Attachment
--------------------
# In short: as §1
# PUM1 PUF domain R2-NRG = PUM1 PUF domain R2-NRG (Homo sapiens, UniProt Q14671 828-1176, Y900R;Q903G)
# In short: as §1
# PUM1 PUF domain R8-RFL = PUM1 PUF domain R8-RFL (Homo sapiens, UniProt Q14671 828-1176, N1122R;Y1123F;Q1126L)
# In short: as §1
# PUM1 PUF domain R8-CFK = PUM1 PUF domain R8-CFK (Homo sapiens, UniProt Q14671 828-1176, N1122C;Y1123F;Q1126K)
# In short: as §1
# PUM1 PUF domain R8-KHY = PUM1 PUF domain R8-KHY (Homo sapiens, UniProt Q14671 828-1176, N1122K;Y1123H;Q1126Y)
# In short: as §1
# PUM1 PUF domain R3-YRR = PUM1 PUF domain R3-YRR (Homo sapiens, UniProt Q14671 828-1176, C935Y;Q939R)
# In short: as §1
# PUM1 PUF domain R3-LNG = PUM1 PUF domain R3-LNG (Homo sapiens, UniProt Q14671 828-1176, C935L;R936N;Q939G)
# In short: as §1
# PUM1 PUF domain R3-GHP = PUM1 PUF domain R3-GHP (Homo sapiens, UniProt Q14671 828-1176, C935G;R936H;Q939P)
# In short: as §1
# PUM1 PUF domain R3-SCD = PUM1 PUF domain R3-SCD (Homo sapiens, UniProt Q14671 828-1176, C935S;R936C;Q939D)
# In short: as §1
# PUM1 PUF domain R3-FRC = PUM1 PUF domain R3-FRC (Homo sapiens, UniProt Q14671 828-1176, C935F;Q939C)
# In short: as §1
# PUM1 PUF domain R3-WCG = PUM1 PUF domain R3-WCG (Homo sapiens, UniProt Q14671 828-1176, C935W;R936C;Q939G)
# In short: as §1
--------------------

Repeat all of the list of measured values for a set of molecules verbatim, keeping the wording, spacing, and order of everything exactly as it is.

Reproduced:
# In short: as §1
# PUM1 PUF domain R2-NRG = PUM1 PUF domain R2-NRG (Homo sapiens, UniProt Q14671 828-1176, Y900R;Q903G)
# In short: as §1
# PUM1 PUF domain R8-RFL = PUM1 PUF domain R8-RFL (Homo sapiens, UniProt Q14671 828-1176, N1122R;Y1123F;Q1126L)
# In short: as §1
# PUM1 PUF domain R8-CFK = PUM1 PUF domain R8-CFK (Homo sapiens, UniProt Q14671 828-1176, N1122C;Y1123F;Q1126K)
# In short: as §1
# PUM1 PUF domain R8-KHY = PUM1 PUF domain R8-KHY (Homo sapiens, UniProt Q14671 828-1176, N1122K;Y1123H;Q1126Y)
# In short: as §1
# PUM1 PUF domain R3-YRR = PUM1 PUF domain R3-YRR (Homo sapiens, UniProt Q14671 828-1176, C935Y;Q939R)
# In short: as §1
# PUM1 PUF domain R3-LNG = PUM1 PUF domain R3-LNG (Homo sapiens, UniProt Q14671 828-1176, C935L;R936N;Q939G)
# In short: as §1
# PUM1 PUF domain R3-GHP = PUM1 PUF domain R3-GHP (Homo sapiens, UniProt Q14671 828-1176, C935G;R936H;Q939P)
# In short: as §1
# PUM1 PUF domain R3-SCD = PUM1 PUF domain R3-SCD (Homo sapiens, UniProt Q14671 828-1176, C935S;R936C;Q939D)
# In short: as §1
# PUM1 PUF domain R3-FRC = PUM1 PUF domain R3-FRC (Homo sapiens, UniProt Q14671 828-1176, C935F;Q939C)
# In short: as §1
# PUM1 PUF domain R3-WCG = PUM1 PUF domain R3-WCG (Homo sapiens, UniProt Q14671 828-1176, C935W;R936C;Q939G)
# In short: as §1